NORTH CAROLINA — Earlier this week, Republicans rolled out another stimulus package called the HEALS Act. It is currently a drafted proposal.
U.S. Senator Thom Tillis (NC) said in a press release: “The draft proposal represents a starting point in the negotiations, and I’m glad it includes priorities I’ve championed to fund testing, support child care services, assist schools and keep students and teachers safe, and protect small businesses from trial lawyers. The next step in this process must be forging bipartisan consensus on key issues, including supplemental federal unemployment benefits and legal liability protections, which requires both parties to be pragmatic and focused on delivering solutions for the American people.”
Some of Tillis’ legislative priorities within the draft include: financial assistance for child care, $105 billion in financial assistance to keep students in school and provide resources for higher education ($70 billion for the Elementary and Secondary School Emergency Relief Fund); $29 billion for the Higher Education Emergency Relief (HEER) Fund; $1 billion for the Bureau of Indian Education and outlying areas, and; $5 billion for the Governors Emergency Education Relief Fund, which provides flexible funding to Governors to be used for early childhood education, elementary and secondary education, or higher education, based on the needs of the state), Stockpiling medical supplies in case there is a public health emergency, COVID testing and distribution availability, in addition to helping frontline employees.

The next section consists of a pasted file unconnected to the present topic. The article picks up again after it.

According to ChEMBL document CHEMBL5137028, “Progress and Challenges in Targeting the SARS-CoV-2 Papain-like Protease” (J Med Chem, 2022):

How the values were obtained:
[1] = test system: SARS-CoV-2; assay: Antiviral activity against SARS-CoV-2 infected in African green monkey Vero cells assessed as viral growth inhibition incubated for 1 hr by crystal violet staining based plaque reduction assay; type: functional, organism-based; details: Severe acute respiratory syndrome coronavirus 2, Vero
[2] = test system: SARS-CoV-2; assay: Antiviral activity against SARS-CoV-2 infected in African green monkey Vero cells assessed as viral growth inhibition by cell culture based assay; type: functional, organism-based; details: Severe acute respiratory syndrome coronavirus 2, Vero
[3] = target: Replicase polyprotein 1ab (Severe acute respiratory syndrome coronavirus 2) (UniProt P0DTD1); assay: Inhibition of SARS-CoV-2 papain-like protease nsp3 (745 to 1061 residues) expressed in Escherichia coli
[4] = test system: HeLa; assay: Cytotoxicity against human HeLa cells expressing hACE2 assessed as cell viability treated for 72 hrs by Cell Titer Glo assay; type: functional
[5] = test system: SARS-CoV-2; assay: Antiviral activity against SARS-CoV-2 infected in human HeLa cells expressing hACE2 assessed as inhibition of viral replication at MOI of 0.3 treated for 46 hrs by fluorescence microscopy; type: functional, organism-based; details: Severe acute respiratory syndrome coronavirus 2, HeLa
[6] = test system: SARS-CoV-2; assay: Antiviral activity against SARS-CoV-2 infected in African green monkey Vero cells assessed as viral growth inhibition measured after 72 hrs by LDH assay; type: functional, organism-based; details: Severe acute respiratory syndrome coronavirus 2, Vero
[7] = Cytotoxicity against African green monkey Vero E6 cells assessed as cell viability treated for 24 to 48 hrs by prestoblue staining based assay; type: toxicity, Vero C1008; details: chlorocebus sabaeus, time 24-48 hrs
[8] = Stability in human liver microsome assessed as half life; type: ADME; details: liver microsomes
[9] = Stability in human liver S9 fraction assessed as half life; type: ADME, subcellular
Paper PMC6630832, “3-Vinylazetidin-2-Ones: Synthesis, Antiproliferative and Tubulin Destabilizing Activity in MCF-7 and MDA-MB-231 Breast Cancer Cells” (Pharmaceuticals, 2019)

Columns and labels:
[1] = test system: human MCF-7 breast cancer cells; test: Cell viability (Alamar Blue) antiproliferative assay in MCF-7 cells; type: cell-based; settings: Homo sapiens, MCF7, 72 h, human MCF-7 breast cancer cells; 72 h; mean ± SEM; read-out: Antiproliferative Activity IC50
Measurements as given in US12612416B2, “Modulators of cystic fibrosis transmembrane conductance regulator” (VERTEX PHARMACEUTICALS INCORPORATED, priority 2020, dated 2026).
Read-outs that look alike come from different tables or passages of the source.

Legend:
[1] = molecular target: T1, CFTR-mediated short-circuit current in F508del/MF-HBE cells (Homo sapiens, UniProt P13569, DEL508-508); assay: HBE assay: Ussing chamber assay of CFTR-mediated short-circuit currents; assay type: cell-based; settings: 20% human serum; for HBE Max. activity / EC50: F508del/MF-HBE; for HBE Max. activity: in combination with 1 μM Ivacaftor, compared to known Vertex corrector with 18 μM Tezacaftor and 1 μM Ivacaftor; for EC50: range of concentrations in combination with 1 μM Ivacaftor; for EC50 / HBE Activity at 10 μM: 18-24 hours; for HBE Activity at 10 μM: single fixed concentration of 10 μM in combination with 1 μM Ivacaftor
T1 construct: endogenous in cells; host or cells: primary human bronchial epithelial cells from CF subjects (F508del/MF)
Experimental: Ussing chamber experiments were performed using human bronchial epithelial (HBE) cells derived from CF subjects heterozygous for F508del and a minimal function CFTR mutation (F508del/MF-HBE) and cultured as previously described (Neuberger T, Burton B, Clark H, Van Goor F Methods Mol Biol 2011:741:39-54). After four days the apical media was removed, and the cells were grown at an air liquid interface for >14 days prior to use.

The HEALS act would “help essential businesses that have remained open to stay open, and help other businesses to reopen safely and without fear so that North Carolina workers can earn paychecks; assist schools, colleges, and universities with reopening in the fall so that students can resume their educations; encourage and protect workers who return to their jobs by rewarding compliance with coronavirus-related public health guidelines; provide uniformity and predictability for good actors, and; ensure that bad-faith actors are held accountable for coronavirus-related related injuries,” according to a press release from the senator’s office.
Finally, the act is projected to help small business owners. “The approximately 3.7 million [Paycheck Protection Program] loans of $150,000 or less account for 85% of all PPP approved loans but only 26% of the PPP funds delivered. The cost of applying for forgiveness for a PPP loan of this size is $2,000 for the small business and $500 for the lender. The proposal could save small businesses $7.4 billion.”